Thanks Anon #46,
When i first looked at the photo, what struck me as odd was the sign on the left(which was added to the elevator cab at a later date than the elevator was originally installed)and its reference to alternating parking and retail spaces which, as a stand alone single building with a single access door elevator makes no sense.
#46, are the doors on opposite sides of the cab and was the parking structure constructed at a later date than the “mall” (mid-rise)?
In respect to disability issues, that would depend on when the addition of the parking structure was done. I am assuming that it was before 1990 at which time the Americans with Disabilities Act was passed. If so, requirements for operable button heights, grab bars, auditory signals and brail requirements for the visually impaired were not yet in effect.
This is the Riverpark Square Elevator in Spokane Wa. I can vouch for the above poster that it does sort of make sense when you know how the building and parking structure are put together. An additional key fact is that Spokane is nicknamed The Lilac City, thus having both lilac and purple. It’s a bit silly, but there is sort of a method to the madness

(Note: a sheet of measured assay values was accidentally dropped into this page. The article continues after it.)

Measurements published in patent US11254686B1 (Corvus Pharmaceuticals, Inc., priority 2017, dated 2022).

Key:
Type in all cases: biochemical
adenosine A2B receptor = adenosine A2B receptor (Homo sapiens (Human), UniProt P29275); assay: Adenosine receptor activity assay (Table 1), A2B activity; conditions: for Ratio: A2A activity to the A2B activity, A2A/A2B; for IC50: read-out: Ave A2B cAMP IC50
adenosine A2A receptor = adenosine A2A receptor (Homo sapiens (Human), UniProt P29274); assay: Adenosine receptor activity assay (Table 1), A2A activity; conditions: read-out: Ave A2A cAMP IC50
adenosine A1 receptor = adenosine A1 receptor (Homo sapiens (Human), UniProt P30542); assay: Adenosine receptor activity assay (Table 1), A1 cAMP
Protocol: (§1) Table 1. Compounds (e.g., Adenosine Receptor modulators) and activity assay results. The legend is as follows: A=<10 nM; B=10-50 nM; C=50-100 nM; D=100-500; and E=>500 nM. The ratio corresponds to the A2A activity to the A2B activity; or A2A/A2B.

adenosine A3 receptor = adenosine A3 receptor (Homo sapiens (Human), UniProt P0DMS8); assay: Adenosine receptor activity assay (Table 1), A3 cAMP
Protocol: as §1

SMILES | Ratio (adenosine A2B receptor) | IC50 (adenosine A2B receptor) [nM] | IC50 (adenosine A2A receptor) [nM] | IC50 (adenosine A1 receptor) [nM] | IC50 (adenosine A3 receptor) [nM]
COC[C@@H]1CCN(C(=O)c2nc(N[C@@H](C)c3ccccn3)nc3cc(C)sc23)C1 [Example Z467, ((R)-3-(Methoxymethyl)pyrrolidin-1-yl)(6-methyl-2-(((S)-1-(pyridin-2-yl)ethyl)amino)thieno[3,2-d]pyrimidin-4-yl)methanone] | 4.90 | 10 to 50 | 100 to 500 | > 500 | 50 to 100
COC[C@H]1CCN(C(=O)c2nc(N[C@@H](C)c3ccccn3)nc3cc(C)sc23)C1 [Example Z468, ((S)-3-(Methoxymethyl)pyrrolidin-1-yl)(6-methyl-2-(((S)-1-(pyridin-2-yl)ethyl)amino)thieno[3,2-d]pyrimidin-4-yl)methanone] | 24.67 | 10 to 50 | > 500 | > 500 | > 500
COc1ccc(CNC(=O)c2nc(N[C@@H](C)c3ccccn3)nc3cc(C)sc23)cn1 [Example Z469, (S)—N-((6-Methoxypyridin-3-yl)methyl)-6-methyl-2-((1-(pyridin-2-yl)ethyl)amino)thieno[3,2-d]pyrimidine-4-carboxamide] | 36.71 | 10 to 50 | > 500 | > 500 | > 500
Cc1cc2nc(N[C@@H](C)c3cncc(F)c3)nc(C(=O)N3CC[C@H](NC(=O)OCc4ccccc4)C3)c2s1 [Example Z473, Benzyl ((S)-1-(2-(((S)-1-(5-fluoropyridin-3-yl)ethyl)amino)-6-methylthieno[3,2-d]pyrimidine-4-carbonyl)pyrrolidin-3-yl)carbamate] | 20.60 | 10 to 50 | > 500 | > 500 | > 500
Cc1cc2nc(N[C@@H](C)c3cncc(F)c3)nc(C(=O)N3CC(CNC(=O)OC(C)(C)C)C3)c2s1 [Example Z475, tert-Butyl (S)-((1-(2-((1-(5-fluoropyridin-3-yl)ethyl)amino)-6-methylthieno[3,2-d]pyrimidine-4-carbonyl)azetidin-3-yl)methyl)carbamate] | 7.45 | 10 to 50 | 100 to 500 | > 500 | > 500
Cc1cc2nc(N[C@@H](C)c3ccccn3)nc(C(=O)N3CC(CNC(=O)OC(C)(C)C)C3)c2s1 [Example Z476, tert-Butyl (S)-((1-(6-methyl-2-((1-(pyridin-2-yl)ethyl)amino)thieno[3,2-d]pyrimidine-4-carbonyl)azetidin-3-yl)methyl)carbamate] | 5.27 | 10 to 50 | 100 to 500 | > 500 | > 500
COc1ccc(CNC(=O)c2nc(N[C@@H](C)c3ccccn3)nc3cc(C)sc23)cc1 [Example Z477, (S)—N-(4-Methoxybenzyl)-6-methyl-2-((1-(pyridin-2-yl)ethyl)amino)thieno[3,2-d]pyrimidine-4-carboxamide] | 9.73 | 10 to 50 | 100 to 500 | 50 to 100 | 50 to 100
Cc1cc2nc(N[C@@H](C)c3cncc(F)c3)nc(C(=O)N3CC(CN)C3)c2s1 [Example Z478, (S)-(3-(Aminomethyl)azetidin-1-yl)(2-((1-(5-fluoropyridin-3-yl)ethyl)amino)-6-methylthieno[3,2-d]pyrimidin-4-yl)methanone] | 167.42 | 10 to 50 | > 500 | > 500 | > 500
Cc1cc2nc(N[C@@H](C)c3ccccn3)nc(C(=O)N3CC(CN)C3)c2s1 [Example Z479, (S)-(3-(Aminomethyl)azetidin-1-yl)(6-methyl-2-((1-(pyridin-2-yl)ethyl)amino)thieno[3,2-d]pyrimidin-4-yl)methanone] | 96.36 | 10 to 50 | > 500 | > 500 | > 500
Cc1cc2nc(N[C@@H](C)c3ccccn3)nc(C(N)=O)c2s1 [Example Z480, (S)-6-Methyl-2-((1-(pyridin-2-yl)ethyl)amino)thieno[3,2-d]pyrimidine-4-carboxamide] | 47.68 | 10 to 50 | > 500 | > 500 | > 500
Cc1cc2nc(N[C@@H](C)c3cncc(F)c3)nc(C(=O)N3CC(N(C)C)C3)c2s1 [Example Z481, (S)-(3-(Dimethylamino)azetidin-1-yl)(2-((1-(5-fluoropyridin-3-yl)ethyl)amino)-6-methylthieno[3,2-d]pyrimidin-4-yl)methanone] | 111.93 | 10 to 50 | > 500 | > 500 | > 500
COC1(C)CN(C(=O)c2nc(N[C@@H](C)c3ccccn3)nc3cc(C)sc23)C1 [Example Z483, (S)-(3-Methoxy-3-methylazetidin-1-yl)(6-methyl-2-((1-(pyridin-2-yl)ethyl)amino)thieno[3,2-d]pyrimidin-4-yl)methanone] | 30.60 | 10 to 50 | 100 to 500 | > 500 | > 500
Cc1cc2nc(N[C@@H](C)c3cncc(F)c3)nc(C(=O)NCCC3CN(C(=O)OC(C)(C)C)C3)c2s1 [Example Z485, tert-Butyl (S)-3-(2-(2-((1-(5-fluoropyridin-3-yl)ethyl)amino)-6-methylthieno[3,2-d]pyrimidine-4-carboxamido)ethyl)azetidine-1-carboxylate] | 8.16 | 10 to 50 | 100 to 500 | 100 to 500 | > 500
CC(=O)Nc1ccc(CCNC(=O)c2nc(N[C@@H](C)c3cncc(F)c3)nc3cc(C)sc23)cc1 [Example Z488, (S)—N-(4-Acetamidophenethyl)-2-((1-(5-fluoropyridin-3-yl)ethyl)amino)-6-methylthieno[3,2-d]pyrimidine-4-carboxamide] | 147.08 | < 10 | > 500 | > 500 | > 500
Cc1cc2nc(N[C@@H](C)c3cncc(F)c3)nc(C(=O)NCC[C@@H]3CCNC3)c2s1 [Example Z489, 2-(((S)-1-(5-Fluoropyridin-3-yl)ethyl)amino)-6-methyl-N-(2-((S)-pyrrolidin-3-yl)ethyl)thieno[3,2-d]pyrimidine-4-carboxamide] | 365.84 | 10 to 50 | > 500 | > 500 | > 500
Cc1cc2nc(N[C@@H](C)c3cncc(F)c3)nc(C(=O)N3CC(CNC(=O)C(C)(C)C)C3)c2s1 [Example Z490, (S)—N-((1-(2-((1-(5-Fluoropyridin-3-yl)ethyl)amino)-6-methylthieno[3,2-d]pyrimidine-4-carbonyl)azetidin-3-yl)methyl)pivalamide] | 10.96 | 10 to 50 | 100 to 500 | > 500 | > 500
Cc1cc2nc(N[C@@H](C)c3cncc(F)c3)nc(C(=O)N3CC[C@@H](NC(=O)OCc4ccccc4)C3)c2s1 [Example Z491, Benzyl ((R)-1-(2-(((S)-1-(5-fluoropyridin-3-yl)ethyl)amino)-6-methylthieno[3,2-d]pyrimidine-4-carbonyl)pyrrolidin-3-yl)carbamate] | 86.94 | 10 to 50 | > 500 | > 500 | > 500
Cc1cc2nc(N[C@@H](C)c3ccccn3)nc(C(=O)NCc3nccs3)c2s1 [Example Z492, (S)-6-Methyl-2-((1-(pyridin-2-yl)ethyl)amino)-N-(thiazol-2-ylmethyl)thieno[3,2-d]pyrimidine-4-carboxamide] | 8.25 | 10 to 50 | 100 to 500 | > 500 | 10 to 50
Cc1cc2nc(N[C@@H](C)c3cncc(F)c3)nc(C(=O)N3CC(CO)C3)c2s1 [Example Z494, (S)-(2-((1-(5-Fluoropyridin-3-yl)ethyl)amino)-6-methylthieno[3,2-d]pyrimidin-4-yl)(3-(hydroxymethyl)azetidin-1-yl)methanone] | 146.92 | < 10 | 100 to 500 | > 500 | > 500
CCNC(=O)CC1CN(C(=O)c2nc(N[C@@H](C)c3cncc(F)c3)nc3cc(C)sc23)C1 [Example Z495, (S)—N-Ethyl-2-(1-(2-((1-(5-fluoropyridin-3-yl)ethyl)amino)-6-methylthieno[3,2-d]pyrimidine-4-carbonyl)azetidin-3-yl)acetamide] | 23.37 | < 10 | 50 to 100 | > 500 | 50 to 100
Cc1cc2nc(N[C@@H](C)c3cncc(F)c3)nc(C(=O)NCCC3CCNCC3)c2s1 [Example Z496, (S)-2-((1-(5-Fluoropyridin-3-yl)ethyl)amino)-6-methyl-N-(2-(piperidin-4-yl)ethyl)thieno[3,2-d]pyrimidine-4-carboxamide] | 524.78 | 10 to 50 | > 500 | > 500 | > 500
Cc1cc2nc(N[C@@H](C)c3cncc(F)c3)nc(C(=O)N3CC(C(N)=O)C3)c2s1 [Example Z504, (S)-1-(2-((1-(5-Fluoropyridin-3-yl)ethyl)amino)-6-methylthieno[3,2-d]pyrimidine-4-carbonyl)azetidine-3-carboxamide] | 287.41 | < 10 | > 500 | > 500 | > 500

I think all elevators should be Zork like puzzles.
A) Because they are fun and
B) Because people will get in better shape walking stairs…
The number/colour combination could be improved by various musical tones… :)
This may have been tongue-in-cheek, but this is a fantastic idea. If each level had a distinct soundscape, you could do away with the buttons entirely, and just get off the elevator when you heard the level you wanted. (Okay, not so great for 11 floors, but maybe for a building with 3 or 4….)